Because I’m in the car a lot, I listen to the radio more than most people.  One newscaster reported that people are constantly getting stung by what they post on social networking sites.  A friend who has a wonderful sense of humor Tweetered that he was “so over the grace thing.”  I can see his friends laughing out loud because we all know that HE needs more grace than most of us.  We also know how much he leans on God’s grace each day.   However, the comment was somehow picked up by another Christian group who labeled him as a heretic. 

Another pastor of a local church in another state commented to me, “I can’t imagine blogging each day.  I have plenty to say but it’s all about my parishioners and most of it isn’t pretty.”

We must all realize that Internet communication is tricky at best and can easily become dangerous.  What should be written?  First, positive material.  Of course, everything you say can’t be syrupy sweet.  It would not minister to people lives.  Yes, you must share your struggles and concerns but try to keep others out of it.  Second, if there needs to be a villain, you should be the villain–not the hero.  When you paint yourself in the most positive light, it is distasteful to your audience.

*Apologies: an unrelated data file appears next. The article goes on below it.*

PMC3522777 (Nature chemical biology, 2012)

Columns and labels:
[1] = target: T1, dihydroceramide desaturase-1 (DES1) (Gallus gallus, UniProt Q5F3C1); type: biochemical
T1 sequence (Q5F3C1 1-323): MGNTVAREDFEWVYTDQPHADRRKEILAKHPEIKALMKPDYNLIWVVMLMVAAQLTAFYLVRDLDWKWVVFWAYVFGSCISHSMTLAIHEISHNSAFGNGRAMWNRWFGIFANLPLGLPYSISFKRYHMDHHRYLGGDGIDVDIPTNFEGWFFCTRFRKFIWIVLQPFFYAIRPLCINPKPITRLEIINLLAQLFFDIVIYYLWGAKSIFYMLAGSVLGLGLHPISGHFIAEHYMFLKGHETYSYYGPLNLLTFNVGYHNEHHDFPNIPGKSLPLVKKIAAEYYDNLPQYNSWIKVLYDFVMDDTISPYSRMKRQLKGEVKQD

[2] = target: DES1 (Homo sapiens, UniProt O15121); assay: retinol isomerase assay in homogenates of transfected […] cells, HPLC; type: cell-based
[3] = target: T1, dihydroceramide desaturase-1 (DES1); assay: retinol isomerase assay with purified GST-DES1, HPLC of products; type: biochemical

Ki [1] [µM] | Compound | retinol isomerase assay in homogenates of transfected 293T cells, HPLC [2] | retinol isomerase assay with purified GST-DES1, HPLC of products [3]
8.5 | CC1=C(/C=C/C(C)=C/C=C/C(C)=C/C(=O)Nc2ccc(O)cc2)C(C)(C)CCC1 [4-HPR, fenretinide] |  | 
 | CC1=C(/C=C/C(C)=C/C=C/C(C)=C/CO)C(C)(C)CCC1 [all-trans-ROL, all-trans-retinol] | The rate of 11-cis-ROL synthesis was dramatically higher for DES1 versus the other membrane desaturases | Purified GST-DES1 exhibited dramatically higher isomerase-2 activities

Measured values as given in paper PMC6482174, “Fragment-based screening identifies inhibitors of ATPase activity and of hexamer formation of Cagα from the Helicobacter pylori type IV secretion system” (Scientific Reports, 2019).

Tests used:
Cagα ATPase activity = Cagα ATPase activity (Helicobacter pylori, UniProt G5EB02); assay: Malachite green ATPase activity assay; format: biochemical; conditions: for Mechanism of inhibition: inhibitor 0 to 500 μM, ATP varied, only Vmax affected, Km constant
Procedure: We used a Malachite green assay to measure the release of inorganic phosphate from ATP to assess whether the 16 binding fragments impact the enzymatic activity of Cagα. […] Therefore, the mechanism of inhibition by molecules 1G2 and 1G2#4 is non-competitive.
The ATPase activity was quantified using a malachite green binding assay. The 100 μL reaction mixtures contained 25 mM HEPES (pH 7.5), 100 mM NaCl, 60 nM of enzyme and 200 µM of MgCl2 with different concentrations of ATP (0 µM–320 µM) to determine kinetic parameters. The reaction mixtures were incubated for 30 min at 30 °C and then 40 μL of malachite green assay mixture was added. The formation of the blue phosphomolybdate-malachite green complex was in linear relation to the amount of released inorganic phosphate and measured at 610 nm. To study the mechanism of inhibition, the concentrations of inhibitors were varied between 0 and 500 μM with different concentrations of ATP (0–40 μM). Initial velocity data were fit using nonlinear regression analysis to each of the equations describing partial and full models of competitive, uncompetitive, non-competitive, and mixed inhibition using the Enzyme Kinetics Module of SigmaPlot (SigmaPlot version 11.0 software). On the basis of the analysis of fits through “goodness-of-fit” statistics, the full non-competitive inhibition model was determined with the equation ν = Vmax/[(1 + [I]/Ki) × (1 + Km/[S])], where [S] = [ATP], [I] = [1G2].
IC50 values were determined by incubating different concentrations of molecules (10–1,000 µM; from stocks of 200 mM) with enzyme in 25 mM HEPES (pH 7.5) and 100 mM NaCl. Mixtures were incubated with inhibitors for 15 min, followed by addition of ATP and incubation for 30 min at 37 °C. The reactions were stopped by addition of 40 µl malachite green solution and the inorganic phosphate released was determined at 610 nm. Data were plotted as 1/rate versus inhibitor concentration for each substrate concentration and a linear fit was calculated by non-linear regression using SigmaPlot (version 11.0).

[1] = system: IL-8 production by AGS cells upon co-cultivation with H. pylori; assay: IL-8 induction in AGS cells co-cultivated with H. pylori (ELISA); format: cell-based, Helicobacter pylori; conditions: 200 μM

I was studying a sermon that I had written about a month ago and will deliver this week.  There was one statement in the sermon that I had written that made me look extremely positive.  I was the author and it was about me.  Yet, looking back over the comment after letting it rest for a month, I found it distasteful.  What would others think had they read it? 

You know the phrase TMI.  Most of us are guilty of giving “too much information” at times.  However, TMI can really bite you back when it is encapsulated on the Internet.  It is a tricky business to be personal but vague.  Nevertheless, that is vital in sharing over the net.

I’ve uncovered things that I wrote years ago and I find that I was extremely preachy.  Again, I cringe when I read them.  Jesus told story that pin pointed heavenly principles.  That is a great pattern for each of us to follow, especially if you are interested in reaching a wide audience.  Therefore, the third advice I would give is don’t be preachy.

Please understand that these are not MY principles but things that I’ve learned from authors who were and are a lot smarter than I am.  Over the years, I realized–the hard way–that they work.  That is especially true when communicating over the Internet.

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